My professional path began with the trappings of the ordinary – a business degree and an entry-level job in a New York City ad agency. The only obvious oddity was that I graduated from university at an age at which I was often in the uncomfortable position of entertaining clients while still years shy of legally drinking alcohol in the US.
Five years, two agencies and several titles later, I began to dress one Monday morning and was suddenly struck with two realisations. One, that my wardrobe was filled with trouser suits. Two, that my life had become something I never intended – a pedestrian, predictable existence. One rife with petty promotions and pay rises but short on purpose and personal growth.
The life-not-yet-slogged-through flashed before my eyes: year upon year, campaign upon campaign, doing what those before me had done; maybe slightly more effectively, maybe slightly more efficiently, but largely the same. And probably in a trouser suit.
Achieving a greater purpose
That day, I resigned from my job. And in so doing resigned from the ‘ladder career’ – the calculated, rung-by-rung journey straight up the hierarchy.
I counted my meagre savings and set off on a $5-a-day backpacking trip around the world. I returned, after about a year, with an empty bank account and rent due. I therefore also returned to advertising, with a deep desire to use my professional experience for a greater purpose.
The stint back in advertising was to be short-lived, as I joined a not-for-profit NGO marketing public health products and services soon after. Within weeks, I took on my new post as marketing director, then country director, in Rwanda marketing condoms, mosquito nets and water disinfectant, targeting the world’s most vulnerable populations. It was a far cry from the luxury brand advertising I had left behind in Manhattan.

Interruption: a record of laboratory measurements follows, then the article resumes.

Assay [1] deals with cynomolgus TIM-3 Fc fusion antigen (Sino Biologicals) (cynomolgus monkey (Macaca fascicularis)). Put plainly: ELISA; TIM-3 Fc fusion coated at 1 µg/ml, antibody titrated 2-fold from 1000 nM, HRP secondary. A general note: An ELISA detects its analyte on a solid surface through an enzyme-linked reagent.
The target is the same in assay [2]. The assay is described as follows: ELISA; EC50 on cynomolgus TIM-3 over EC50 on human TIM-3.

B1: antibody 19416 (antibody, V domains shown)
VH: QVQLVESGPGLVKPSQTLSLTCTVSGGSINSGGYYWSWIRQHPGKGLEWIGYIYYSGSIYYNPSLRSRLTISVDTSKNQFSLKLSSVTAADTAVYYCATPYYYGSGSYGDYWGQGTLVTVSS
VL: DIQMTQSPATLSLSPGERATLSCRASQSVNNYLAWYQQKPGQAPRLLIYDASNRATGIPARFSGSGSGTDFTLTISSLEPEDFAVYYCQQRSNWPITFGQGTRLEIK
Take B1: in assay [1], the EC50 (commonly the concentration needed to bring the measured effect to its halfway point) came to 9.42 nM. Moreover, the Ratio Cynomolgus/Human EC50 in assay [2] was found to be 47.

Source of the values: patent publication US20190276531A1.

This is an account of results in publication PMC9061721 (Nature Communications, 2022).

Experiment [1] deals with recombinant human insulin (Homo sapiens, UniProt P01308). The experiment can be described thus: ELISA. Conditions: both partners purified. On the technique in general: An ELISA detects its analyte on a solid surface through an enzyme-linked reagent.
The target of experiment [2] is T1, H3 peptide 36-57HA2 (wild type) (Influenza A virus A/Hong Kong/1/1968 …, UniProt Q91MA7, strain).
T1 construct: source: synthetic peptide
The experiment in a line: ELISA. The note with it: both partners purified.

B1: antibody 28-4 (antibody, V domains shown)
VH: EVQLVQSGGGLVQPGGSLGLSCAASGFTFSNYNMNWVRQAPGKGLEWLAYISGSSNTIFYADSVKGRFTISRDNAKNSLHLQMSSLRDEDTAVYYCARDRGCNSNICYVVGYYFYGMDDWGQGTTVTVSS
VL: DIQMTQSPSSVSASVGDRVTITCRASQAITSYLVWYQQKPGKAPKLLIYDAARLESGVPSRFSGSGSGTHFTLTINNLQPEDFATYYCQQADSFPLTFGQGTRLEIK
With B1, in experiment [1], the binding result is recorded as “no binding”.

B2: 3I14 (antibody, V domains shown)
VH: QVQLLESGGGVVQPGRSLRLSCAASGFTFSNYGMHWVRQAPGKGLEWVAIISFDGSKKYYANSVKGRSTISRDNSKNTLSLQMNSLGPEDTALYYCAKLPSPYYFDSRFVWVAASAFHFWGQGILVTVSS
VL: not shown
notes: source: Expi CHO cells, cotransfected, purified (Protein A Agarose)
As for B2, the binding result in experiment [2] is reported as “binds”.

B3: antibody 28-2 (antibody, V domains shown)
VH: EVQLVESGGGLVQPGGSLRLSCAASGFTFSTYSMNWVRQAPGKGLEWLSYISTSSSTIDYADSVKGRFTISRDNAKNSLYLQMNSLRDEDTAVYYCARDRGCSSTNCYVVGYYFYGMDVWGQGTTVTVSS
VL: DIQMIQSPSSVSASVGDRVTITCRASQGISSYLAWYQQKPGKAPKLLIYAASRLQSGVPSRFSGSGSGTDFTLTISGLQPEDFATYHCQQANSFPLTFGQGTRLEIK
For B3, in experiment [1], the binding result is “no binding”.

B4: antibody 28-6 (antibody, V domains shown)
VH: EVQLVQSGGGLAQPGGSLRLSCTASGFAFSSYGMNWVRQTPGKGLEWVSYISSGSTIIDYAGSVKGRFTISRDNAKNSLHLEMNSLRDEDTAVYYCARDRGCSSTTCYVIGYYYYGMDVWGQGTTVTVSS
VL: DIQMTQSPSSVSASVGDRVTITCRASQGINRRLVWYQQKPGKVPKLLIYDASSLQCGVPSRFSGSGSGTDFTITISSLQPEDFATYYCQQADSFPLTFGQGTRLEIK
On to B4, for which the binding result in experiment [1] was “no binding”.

I have continued up this career ‘lattice’ ever since. In between professionally ‘sound’ parentheses, I made ‘interesting decisions’, the polite might say.
While in Paris, I wrote a book – part fiction, part political journalism – that won me menacing threats and therefore little desire to publish it (and as it’s saved on a ¾-inch floppy disk, is as good as irretrievable).
Between jobs at Coca-Cola – one as global creative director, another as content director in Europe – I got a Master’s degree in investigative journalism. Why? Why not? I’ve always sought truth, been politically active and verbose. Three itches I thought that degree might scratch.
Opportunities to excel
Although friends and family believed my career decisions were bouts of insanity, I saw them as opportunities to play at my edges and figure out who I could be. Like stretching – if you never push yourself beyond your comfort zone, how do you develop the flexibility to dance?
These choices also reflect my deeply held belief that the greatest opportunity for innovation arises from extracting lessons and approaches from one area and applying them to another. I saw these moves as an investment in my ability to innovate. Having children, which was no more ‘stepping off the ladder’ than my other lateral experiences, has made me see so much so differently, improving me as a person and a professional.
Lastly, I believed these decisions would sharpen my competitive edge on an admittedly superficial level (who would stand out from the seas of eager-faced marketers after endless rounds of interviews?), but also on a deeper, more meaningful level. Sometimes, we need to force ourselves to exercise bravery. The kind that enables you to leave what you know today to learn that actually you know nothing at all except, dammit, you want to help make things a little bit better.
And if there is one thing that today’s companies need now more than ever, it is the brave and the humble, the curious and the purpose-fuelled. Desperately.
So to hell with health and safety. Jump off the ladder, head first and helmet-free. You will do the world a favour and yourself a world of good.
Alexandra Dimiziani will be speaking at the Festival of Marketing, which is running on the 5 and 6 October at Tobacco Dock, London. For more information about the event, including how to book tickets, click here.